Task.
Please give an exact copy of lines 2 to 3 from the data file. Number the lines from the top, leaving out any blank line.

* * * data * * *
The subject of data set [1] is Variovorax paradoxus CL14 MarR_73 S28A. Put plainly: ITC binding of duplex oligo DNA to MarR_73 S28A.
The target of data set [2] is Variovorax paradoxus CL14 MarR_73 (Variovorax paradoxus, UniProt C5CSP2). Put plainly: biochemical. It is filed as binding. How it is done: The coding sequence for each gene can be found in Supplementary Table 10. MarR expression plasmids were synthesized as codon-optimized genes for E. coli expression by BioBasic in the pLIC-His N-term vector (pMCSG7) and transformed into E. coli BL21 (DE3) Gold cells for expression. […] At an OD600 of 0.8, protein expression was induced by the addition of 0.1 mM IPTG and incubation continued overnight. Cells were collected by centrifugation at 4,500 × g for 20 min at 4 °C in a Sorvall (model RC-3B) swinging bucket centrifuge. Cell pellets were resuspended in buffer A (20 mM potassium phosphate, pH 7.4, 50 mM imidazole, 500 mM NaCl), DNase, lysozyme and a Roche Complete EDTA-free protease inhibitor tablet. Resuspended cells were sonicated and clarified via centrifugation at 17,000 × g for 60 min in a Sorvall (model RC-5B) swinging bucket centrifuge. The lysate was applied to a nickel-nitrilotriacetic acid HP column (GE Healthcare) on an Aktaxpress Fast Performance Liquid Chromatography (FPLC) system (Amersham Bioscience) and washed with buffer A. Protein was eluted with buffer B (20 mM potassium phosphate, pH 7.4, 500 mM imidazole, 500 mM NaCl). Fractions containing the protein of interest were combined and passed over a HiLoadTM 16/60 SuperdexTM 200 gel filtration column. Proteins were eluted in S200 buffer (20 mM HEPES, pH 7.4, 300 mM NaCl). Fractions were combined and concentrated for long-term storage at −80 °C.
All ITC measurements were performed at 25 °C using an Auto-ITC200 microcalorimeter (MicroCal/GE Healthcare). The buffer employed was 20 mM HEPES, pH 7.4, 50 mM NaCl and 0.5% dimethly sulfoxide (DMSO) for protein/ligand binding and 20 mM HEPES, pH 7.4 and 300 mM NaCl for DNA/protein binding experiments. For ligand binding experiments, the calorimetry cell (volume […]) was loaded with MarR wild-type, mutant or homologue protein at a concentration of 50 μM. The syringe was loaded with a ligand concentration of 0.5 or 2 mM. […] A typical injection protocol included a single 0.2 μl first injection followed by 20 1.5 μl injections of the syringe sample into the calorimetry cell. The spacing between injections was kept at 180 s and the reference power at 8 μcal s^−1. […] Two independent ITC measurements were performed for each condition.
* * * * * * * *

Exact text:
The target of data set [2] is Variovorax paradoxus CL14 MarR_73 (Variovorax paradoxus, UniProt C5CSP2). Put plainly: biochemical. It is filed as binding. How it is done: The coding sequence for each gene can be found in Supplementary Table 10. MarR expression plasmids were synthesized as codon-optimized genes for E. coli expression by BioBasic in the pLIC-His N-term vector (pMCSG7) and transformed into E. coli BL21 (DE3) Gold cells for expression. […] At an OD600 of 0.8, protein expression was induced by the addition of 0.1 mM IPTG and incubation continued overnight. Cells were collected by centrifugation at 4,500 × g for 20 min at 4 °C in a Sorvall (model RC-3B) swinging bucket centrifuge. Cell pellets were resuspended in buffer A (20 mM potassium phosphate, pH 7.4, 50 mM imidazole, 500 mM NaCl), DNase, lysozyme and a Roche Complete EDTA-free protease inhibitor tablet. Resuspended cells were sonicated and clarified via centrifugation at 17,000 × g for 60 min in a Sorvall (model RC-5B) swinging bucket centrifuge. The lysate was applied to a nickel-nitrilotriacetic acid HP column (GE Healthcare) on an Aktaxpress Fast Performance Liquid Chromatography (FPLC) system (Amersham Bioscience) and washed with buffer A. Protein was eluted with buffer B (20 mM potassium phosphate, pH 7.4, 500 mM imidazole, 500 mM NaCl). Fractions containing the protein of interest were combined and passed over a HiLoadTM 16/60 SuperdexTM 200 gel filtration column. Proteins were eluted in S200 buffer (20 mM HEPES, pH 7.4, 300 mM NaCl). Fractions were combined and concentrated for long-term storage at −80 °C.
All ITC measurements were performed at 25 °C using an Auto-ITC200 microcalorimeter (MicroCal/GE Healthcare). The buffer employed was 20 mM HEPES, pH 7.4, 50 mM NaCl and 0.5% dimethly sulfoxide (DMSO) for protein/ligand binding and 20 mM HEPES, pH 7.4 and 300 mM NaCl for DNA/protein binding experiments. For ligand binding experiments, the calorimetry cell (volume […]) was loaded with MarR wild-type, mutant or homologue protein at a concentration of 50 μM. The syringe was loaded with a ligand concentration of 0.5 or 2 mM. […] A typical injection protocol included a single 0.2 μl first injection followed by 20 1.5 μl injections of the syringe sample into the calorimetry cell. The spacing between injections was kept at 180 s and the reference power at 8 μcal s^−1. […] Two independent ITC measurements were performed for each condition.